During normal operation, the GPS module obtains an initial fix and determines the current time according to GMT/UTC. The Daily Diary then logs data at the user-specified frequency, typically 40 Hz, for the on-board sensors (accelerometer, magnetometer, temperature, and pressure), whilst the GPS circuit logs coordinates and time at 1 Hz, if reception allows. At the end of the logging session, the DD downloads the GPS coordinates and time-stamped data and stores them in its own data-store. Although the two devices do not log at the same frequency, the data are synchronised by the use of real-time clocks initialised at power-up, and kept synchronised by a crystal oscillator to eliminate clock-drift.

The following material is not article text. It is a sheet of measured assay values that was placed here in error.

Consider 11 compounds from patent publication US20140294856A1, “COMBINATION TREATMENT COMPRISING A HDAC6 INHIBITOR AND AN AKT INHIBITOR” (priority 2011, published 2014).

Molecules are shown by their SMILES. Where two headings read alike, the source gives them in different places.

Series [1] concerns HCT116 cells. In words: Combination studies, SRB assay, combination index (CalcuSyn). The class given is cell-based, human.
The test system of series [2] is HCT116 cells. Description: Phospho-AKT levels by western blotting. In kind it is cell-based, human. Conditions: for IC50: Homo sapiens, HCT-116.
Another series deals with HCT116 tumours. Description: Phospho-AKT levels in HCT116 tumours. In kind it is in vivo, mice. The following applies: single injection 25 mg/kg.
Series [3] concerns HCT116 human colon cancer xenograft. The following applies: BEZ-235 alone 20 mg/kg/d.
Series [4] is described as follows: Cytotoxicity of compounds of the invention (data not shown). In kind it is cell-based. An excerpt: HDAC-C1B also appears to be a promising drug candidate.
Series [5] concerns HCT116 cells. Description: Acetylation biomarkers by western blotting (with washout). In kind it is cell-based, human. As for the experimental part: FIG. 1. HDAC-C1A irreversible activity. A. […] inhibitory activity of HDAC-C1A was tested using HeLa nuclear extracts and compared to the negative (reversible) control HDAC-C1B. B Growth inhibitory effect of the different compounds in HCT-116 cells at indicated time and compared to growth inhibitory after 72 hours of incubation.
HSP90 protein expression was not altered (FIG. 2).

Calibration and calculation of pitch and heading

Calibration of the device

All devices used within the study were first calibrated for response to magnetic field strength by mounting them on a flat surface with respect each of their 3 axes and rotating them through 360°. The magnetic dip angle at the calibration site was then used in regressions of angle versus sensor reading of each of the three magnetometer axes to describe the (linear) relationship before normalizing it for use in calculation of device heading (see below). The manufacturer of the magnetometer HMC5883L (Honeywell, Morristown, New Jersey, USA) specify a heading accuracy of between 1 and 2 degrees for the 12-bit output from the tri-axial, orthogonal, sensors. The device itself is set for a range of ± 0.88 Ga. Due to the variable nature of the magnetic field across the earth’s surface, it is important to establish the nature of the field in both strength and direction/polarity for all 3 axes at the point of data collection. This is done by simultaneously recording accelerometry data to determine device orientation (see above).